“The Martial Arts’ Dirty Little Secret,” by Nhan-Esteban Khuong, L.Ac.

“Historically, the Martial Arts have produced some of the world’s wisest and most enlightened individuals as is often noted in classical Asian literature and folk stories. They were champions of peace, honor, courage, and all that is good.

If you scratch beyond the shiny surface of the chivalry and heroics however, we start to see an entirely different world. A world of fear, paranoia, treachery, and colossal egos.

Obviously, this is a huge generalization and I can’t really comment on the masters of old, but I’d go so far as to say that the modern Martial Arts community is plagued by a sense of volatile inadequacy.

My intention with this post is not to call out self proclaimed masters, keyboard warriors, or forum trolls to a bloody grudge match of egos, but rather to point out a festering eyesore within our community in order to eliminate it, or at the very least minimize it and set in motion a possible solution.

Admittedly, I’ve been guilty of feeding the ego feud with harsh reactions and selfish pride, but at least I’m aware of it and actively working on myself in order to grow as a conscious being helping to perpetuate a sense of giving and gratitude.”

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  1. …take a look at some of our recent and known master strategists. John Boyd, a little known genius, was personally abrasive and obnoxious. Patton’s personality defects are pretty well known. MacArthur both lied about the WWI action for which he was awarded the Medal of Honor, and holed up on Corregidor while Bataan across the bay was under siege. he thus gained the nick-name “Dugout Doug”. both, however, were masters of offensive warfare in their day.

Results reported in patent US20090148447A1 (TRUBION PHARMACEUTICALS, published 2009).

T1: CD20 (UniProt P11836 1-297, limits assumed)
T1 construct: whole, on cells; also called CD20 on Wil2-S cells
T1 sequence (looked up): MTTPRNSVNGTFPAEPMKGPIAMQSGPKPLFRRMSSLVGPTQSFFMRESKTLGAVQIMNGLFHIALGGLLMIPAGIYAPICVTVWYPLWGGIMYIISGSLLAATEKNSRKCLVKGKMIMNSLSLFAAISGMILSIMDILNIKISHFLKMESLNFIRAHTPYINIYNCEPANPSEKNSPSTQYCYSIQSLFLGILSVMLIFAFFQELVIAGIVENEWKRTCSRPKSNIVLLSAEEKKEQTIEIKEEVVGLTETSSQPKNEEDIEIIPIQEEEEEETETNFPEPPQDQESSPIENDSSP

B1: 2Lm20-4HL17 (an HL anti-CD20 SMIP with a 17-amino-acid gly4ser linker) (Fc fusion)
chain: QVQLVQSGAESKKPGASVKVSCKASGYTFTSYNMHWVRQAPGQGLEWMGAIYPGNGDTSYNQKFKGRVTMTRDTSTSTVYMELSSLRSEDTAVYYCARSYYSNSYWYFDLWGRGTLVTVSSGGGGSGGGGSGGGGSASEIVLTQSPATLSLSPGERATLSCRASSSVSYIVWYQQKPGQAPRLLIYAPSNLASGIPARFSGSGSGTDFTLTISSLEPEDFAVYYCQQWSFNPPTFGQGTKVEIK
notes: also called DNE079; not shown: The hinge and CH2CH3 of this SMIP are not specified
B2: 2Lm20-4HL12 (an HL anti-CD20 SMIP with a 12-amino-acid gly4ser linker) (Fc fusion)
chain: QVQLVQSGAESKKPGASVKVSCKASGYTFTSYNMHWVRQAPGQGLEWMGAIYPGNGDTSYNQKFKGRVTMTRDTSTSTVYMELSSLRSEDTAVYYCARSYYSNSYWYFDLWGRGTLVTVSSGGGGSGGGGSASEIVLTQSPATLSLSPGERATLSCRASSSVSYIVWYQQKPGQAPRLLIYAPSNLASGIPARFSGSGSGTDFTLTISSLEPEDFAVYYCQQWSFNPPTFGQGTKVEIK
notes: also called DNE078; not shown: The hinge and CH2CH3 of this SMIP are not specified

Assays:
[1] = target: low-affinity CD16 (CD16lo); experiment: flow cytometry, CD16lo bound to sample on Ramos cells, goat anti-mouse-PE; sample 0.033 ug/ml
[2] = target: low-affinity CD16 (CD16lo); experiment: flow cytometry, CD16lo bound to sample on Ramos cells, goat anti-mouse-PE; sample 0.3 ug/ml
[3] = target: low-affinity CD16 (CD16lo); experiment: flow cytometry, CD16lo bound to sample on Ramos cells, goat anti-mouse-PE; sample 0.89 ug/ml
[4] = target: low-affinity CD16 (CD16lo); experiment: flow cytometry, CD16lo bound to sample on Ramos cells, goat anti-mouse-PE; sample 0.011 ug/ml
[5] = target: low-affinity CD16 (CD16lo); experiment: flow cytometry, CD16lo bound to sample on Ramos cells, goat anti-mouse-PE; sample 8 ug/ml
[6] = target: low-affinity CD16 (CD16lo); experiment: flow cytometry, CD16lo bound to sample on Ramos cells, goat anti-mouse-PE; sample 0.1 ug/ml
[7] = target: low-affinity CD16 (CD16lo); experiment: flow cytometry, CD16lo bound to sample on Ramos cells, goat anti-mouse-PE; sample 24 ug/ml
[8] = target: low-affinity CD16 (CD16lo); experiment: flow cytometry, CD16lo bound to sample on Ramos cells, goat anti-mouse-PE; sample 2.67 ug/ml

in Hagakure the author draws a distinction between war time warriors, who are loud, crude, self-aggrandizing and deceitful, and peace time martial artists. the comparison is fair, pointing out the foibles of the warrior, but contrasting unfavorably with the superfciality and fragility of peacetime practitioners.

    Musashi relates that weapons are regarded as ill-omened, but that if you are born to the caste who traditionally use them, you ought to use them well. then goes on to assert that a sword is a tool, no different in principle than a carpenter’s plane…

  2. Charles, thank you for a word on Musashi. I wonder what he would say about conflict resolution with abrasive individuals who provoke you on purpose, knowing your background in martial arts.

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